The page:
ORG Music, 2012
REVIEW BY: Tom Haugen
ORIGINALLY PUBLISHED: 06/12/2012
When you hear the word supergroup, you tend to think of well-known frontmen or women and musicians who are household names. Admit it, when Zwan was advertised as ex-Smashing Pumpkins, no one immediately thought “Oh, James Iha must be in that band.” [Editor’s note: No… because Iha was in supergroup Tinted Windows instead.]
Well, Dot Hacker are undeniably a supergroup, but not one comprised of names you’re likely to recognize, despite being players in household-name bands. Featuring players associated with Beck, Gnarls Barkley, PJ Harvey, Charlotte Gainsbourg, The Butthole Surfers, Broken Bells and Red Hot Chili Peppers – whose guitarist Josh Klinghoffer takes up lead vocal duties here -- the level of credibility is about as high as possible. The band managed to piece this disc together between commitments with their full-time gigs.
Amazingly, Dot Hacker doesn’t sound much like any of the bands these players came from, and we can assume this is amalgamation of a long list of influences from each musician involved. The disc opens with “Order/Disorder,” a track of sonic riffage that wouldn’t be out of place sandwiched between a Nirvana and Sonic Youth video on 120 Minutes circa 1995. From there, things get more spacey and dreamy, with the delicate and shoegaze-esque “Eye Opener” bringing to mind a more raw version of Mazzy Star. “Discotheque” builds swells of noise and melody, showing graceful power and extremely detailed songcraft; it’s the album highlight and might be the best example of the band’s sound.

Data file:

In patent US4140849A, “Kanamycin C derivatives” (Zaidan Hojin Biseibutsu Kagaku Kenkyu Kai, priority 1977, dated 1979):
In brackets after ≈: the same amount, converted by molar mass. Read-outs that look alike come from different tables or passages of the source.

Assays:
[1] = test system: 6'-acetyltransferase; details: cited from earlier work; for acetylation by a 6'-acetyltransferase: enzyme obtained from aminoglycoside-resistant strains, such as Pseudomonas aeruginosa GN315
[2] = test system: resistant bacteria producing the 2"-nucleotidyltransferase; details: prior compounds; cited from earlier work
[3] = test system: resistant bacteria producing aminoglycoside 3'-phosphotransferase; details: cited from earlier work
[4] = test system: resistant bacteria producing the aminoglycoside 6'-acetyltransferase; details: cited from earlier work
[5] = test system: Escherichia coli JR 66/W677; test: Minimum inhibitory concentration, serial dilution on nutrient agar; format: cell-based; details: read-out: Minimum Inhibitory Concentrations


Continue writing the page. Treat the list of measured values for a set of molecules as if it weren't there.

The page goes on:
Later on in the disc the pace picks up with “Quotes,” a hypnotic and droning attack that erupts into pounding melodica and eventually fades out in similar fashion to how it started. “Puncture” closes the album and is the longest song here, containing heavy piano work that concludes on barely breathing keys, finally resting with a last gasp after slowly drifting away.
Klinghoffer and friends craft a thoughtful, ethereal listen, bringing a varied bag of sounds and textures to create something that is very interesting from beginning to end. It manages to bring to mind many of the greats (The Pixies meets My Bloody Valentine might be the most accurate), but still maintains a distinct sound all its own. If you’re like me, you’ll find this a lot more necessary than the bands these guys normally play in.